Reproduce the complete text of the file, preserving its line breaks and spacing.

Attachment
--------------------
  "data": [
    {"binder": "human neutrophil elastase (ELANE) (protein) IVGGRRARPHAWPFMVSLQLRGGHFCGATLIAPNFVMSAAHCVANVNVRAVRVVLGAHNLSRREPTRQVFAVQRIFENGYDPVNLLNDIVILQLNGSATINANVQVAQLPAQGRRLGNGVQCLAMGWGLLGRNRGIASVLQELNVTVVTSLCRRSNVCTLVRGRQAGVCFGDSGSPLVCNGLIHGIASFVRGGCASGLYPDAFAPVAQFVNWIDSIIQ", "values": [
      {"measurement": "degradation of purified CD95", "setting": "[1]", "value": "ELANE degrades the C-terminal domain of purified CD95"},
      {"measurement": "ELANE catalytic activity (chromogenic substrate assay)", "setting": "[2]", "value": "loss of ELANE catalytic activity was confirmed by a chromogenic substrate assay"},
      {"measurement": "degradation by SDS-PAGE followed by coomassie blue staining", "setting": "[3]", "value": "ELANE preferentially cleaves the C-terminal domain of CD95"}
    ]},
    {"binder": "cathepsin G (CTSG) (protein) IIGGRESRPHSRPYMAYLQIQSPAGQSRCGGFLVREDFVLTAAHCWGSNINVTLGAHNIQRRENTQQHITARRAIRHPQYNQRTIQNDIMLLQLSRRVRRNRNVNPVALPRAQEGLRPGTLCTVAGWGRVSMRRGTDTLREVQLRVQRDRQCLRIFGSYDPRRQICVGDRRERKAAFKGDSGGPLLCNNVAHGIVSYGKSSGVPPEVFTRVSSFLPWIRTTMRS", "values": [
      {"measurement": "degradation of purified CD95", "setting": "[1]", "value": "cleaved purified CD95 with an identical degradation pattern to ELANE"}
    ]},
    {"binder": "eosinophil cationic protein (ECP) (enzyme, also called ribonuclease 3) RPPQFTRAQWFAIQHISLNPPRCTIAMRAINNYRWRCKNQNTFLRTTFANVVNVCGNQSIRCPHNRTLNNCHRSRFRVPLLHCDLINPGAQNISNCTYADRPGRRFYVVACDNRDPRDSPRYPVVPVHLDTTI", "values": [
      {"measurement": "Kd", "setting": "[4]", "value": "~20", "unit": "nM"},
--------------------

  "data": [
    {"binder": "human neutrophil elastase (ELANE) (protein) IVGGRRARPHAWPFMVSLQLRGGHFCGATLIAPNFVMSAAHCVANVNVRAVRVVLGAHNLSRREPTRQVFAVQRIFENGYDPVNLLNDIVILQLNGSATINANVQVAQLPAQGRRLGNGVQCLAMGWGLLGRNRGIASVLQELNVTVVTSLCRRSNVCTLVRGRQAGVCFGDSGSPLVCNGLIHGIASFVRGGCASGLYPDAFAPVAQFVNWIDSIIQ", "values": [
      {"measurement": "degradation of purified CD95", "setting": "[1]", "value": "ELANE degrades the C-terminal domain of purified CD95"},
      {"measurement": "ELANE catalytic activity (chromogenic substrate assay)", "setting": "[2]", "value": "loss of ELANE catalytic activity was confirmed by a chromogenic substrate assay"},
      {"measurement": "degradation by SDS-PAGE followed by coomassie blue staining", "setting": "[3]", "value": "ELANE preferentially cleaves the C-terminal domain of CD95"}
    ]},
    {"binder": "cathepsin G (CTSG) (protein) IIGGRESRPHSRPYMAYLQIQSPAGQSRCGGFLVREDFVLTAAHCWGSNINVTLGAHNIQRRENTQQHITARRAIRHPQYNQRTIQNDIMLLQLSRRVRRNRNVNPVALPRAQEGLRPGTLCTVAGWGRVSMRRGTDTLREVQLRVQRDRQCLRIFGSYDPRRQICVGDRRERKAAFKGDSGGPLLCNNVAHGIVSYGKSSGVPPEVFTRVSSFLPWIRTTMRS", "values": [
      {"measurement": "degradation of purified CD95", "setting": "[1]", "value": "cleaved purified CD95 with an identical degradation pattern to ELANE"}
    ]},
    {"binder": "eosinophil cationic protein (ECP) (enzyme, also called ribonuclease 3) RPPQFTRAQWFAIQHISLNPPRCTIAMRAINNYRWRCKNQNTFLRTTFANVVNVCGNQSIRCPHNRTLNNCHRSRFRVPLLHCDLINPGAQNISNCTYADRPGRRFYVVACDNRDPRDSPRYPVVPVHLDTTI", "values": [
      {"measurement": "Kd", "setting": "[4]", "value": "~20", "unit": "nM"},